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As state faces mounting deficit, Hochul tells state agencies to hold the line on spending

Gov. Kathy Hochul updates New York's business leaders on the state's finances and developments in the state's migrant crisis on Sept. 22, 2023.
Mike Groll
Office of Gov. Kathy Hochul
Gov. Kathy Hochul updates New York's business leaders on the state's finances and developments in the state's migrant crisis on Sept. 22, 2023.

With a mounting state deficit, Gov. Kathy Hochul’s budget director is asking state agencies for a spending freeze.

In a letter to state agency heads, Blake Washington wrote that an end to three years of pandemic-era federal stimulus packages and lower-than-expected tax collections are fueling the gap, which is estimated to reach $9 billion next year. That’s the largest deficit since the Great Recession.

Washington told the commissioners that their spending requests for next year's budget should not total any more than the amount they were allotted in the current year’s spending plan. He asked them to find efficiencies and savings opportunities and to look to technological innovations to cut costs for services and the delivery of government programs.

Hochul spoke about the decision during her annual speech to the state’s Business Council.

“I just told all my agencies yesterday, hold the line on spending,” Hochul said Friday.

Ken Girardin with fiscal watchdog group the Empire Center said the governor is doing the right thing.

“Governor Hochul is on the right track to be looking for savings and efficiencies,” he said.

Girardin said the state’s financial problems are rooted in the pandemic era, when for three years in a row the spending rate rose above the inflation rate. And he said when the new budget was approved in May, the governor and legislature left a $2 billion gap between expenses and the revenues expected to pay for them.

“And they sort of papier-mâchéd over that with money that was lying around,” he said. “What we're seeing now is that as folks essentially continue to expect the same level of spending increases, and as the state tax revenue forecasts have been revised downwards, we see this roughly $10 billion budget gap opening up.”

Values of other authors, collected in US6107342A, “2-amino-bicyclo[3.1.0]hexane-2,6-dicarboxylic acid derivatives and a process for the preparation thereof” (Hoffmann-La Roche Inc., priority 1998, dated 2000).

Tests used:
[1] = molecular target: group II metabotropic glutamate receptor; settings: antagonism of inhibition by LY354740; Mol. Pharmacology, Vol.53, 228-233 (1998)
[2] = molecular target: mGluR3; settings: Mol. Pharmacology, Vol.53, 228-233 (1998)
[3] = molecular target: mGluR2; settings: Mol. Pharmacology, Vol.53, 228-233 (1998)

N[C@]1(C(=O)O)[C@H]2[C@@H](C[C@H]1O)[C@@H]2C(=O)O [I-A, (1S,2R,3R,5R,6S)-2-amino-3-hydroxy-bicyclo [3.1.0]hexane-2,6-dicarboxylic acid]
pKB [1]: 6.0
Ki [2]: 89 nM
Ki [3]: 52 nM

Another fiscal uncertainty is the costs for housing and feeding the over 100,000 migrants who have entered the state in recent months.

The governor said last month that aiding the migrants could cost an additional $4.5 billion.

A recently announced agreement between President Joe Biden and Hochul that will allow asylum-seekers from Venezuela to obtain work permits as early as November should ease some of the strain.

But Girardin said there’s no predicting when the crisis will subside.

“The biggest problem from a state budget perspective with the migrant crisis is that we don't know when it will peak,” Girardin said.

Hochul said one factor in the state’s favor is that she’s built up the state’s reserve funds during her two years as governor.

“We are now at about 18% reserves, $19 billion,” Hochul said. “Because when that rainy day comes, I don't want to be in a position to either raise taxes or cut services dramatically. So we are in a good place.”

Girardin urged Hochul to hold fast to that reserve and not heed calls from progressive Democrats who want to use the money to fill spending gaps.

Others are not as pleased with the spending freeze.

Jasmine Gripper with the school funding advocacy group the Alliance for Quality Education said the decision means a cut to education and services for New York’s schoolchildren because those needs continue to grow.

She urged the state Education Department, which is not under direct control of the governor, to ignore the request and submit a budget request that is “based on meeting students’ needs.”

State agency budgets are due Oct. 11. Hochul will present her new budget in January.

Karen DeWitt is Capitol Bureau chief for New York State Public Radio, a network of public radio stations in New York state. She has covered state government and politics for the network since 1990.